Tuesday, August 28, 2012

Devotion for today: Why not now?

Today is the feast of St. Augustine, bishop and doctor of the Church. We learned in yesterday’s account of St. Monica that her son, Augustine, traveled a rocky and twisted path to his conversion. St. Augustine was brilliant, athletic, popular, secular and a seeker of truth. After years of indulging his senses, he finally came to his senses and made the decision to follow Christ. Here we read the struggle which occurred before he finally turned his will over to God. This selection is from his autobiography, Confessions, which is one of the greatest books ever written.

St. Augustine tells us: I probed the hidden depths of my soul and wrung its pitiful secrets from it, and when I mustered them all before the eyes of my heart, a great storm broke within me. Somehow I flung myself down beneath a fig tree and gave way to the tears which now streamed from my eyes. For I felt that I was still the captive of my sins, and in misery I kept crying, “How long shall I go on saying, ‘Tomorrow, tomorrow’? Why not now? Why not make an end of my ugly sins at this moment?”

I was asking myself these questions, weeping all the while with the most bitter sorrow in my heart, when all at once I heard the singing of a child in a nearby house. Whether it was the voice of a boy or girl I cannot say, but again and again it repeated the refrain, “Take it up and read, take it and read.” At this point I looked up, thinking hard whether there was any kind of game in which children used to chant words like these, but I could not remember ever hearing them before.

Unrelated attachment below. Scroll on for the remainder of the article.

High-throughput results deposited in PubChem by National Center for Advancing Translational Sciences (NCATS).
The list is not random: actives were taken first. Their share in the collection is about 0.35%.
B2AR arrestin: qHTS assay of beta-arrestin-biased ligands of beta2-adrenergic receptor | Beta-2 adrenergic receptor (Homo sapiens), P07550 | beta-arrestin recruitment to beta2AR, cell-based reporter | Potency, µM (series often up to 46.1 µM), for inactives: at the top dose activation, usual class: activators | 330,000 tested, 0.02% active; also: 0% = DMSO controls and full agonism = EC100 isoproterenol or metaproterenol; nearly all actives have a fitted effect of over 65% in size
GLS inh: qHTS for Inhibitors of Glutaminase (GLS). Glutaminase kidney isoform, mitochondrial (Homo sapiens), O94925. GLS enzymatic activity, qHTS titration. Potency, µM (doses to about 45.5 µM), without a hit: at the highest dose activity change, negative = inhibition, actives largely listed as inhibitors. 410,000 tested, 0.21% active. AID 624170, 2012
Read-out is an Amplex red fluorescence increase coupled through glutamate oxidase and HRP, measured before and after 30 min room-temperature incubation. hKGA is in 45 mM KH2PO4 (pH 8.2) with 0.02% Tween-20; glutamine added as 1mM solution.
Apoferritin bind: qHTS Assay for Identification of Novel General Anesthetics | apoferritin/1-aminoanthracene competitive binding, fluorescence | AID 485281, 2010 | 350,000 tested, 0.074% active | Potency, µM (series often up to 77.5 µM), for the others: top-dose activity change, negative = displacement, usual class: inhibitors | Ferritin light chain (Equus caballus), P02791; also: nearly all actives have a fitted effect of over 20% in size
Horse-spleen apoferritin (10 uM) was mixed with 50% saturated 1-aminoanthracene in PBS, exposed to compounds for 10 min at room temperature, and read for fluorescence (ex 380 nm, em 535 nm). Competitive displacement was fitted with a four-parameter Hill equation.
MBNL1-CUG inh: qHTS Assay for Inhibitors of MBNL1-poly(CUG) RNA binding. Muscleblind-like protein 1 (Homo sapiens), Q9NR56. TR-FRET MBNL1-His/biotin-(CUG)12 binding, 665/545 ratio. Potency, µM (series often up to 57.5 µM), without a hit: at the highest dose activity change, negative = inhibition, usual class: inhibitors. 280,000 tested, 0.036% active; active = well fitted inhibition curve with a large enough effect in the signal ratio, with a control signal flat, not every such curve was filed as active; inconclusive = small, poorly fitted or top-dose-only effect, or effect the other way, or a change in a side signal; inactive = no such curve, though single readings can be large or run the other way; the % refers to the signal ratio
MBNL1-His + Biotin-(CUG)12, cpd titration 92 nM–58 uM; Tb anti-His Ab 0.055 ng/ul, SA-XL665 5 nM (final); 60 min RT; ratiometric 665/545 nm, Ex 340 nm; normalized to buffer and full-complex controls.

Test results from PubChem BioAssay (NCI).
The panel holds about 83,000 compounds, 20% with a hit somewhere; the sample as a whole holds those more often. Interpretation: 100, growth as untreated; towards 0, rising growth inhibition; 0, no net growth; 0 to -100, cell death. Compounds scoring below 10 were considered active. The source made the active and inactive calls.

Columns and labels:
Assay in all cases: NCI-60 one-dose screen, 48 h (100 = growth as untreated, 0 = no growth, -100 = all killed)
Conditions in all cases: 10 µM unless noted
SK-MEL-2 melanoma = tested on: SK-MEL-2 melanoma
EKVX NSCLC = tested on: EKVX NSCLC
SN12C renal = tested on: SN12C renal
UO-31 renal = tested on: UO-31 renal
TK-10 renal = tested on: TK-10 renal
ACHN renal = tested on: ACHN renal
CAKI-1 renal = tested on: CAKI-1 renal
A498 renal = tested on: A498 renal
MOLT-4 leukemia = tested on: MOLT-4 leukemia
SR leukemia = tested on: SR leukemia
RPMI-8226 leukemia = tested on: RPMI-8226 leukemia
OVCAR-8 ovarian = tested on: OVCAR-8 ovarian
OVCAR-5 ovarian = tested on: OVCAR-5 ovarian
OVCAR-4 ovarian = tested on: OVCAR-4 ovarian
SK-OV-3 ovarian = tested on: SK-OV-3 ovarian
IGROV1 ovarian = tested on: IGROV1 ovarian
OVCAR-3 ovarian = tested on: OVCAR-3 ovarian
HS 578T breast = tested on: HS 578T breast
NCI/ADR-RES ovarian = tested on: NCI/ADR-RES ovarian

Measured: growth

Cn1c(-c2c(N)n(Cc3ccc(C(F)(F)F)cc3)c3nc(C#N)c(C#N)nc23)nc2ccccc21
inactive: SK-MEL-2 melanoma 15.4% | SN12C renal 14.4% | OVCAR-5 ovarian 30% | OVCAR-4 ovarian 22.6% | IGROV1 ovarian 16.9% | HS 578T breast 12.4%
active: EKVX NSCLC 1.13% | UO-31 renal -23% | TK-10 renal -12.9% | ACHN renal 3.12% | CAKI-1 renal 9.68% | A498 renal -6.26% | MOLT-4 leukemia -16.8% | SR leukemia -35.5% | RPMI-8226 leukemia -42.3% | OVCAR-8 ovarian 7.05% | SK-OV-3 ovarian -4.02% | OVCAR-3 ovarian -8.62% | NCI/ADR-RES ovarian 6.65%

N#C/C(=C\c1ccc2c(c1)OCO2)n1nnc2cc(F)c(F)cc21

I stemmed my flood of tears and stood up, telling myself that this could only be a divine command to open my book of Scripture and read the first passage on which my eyes should fall. So I hurried back to the place where I had put down the book containing Paul’s epistles. I seized it and opened it, and in silence I read the first passage on which my eyes fell: Not in reveling and drunkenness, not in lust and wantonness, not in quarrels and rivalries. Rather, arm yourselves with the Lord Jesus Christ; spend no more thought on nature and nature’s appetites. (Romans 13:13-14)

I had no wish to read more and no need to do so. For in an instant, as I came to the end of the sentence, it was as though the light of confidence flooded into my heart and all the darkness of doubt was dispelled. I marked the place with my finger and closed the book. You converted me to yourself, so that I no longer placed any hope in this world but stood firmly upon the rule of faith.

Prayer of St. Augustine: Lord, our God, You who create us, when our passions are wretched from love of this world, from the life that was our death, when we adopt the life that makes ‘a living soul’, then Your word will be verified in us, according to the Apostle: “Pattern not your life on this world.” And that which you immediately added will follow, “But take on a new form, based on a new mental pattern.” This is not done according to our kind, as if we were conforming to some neighbor’s example or some higher human authority, as if You said, “Let man come to be, according to his kind.” No, You said, “Let us make man according to Our own will and likeness,” that we may experience Your own will at work. Thus does man become new by knowing the God to whose pattern he was made.

St. Augustine, patron saint of printers, brewers, those with sore eyes and theologians, pray for us. (Interesting saint, isn’t he?)

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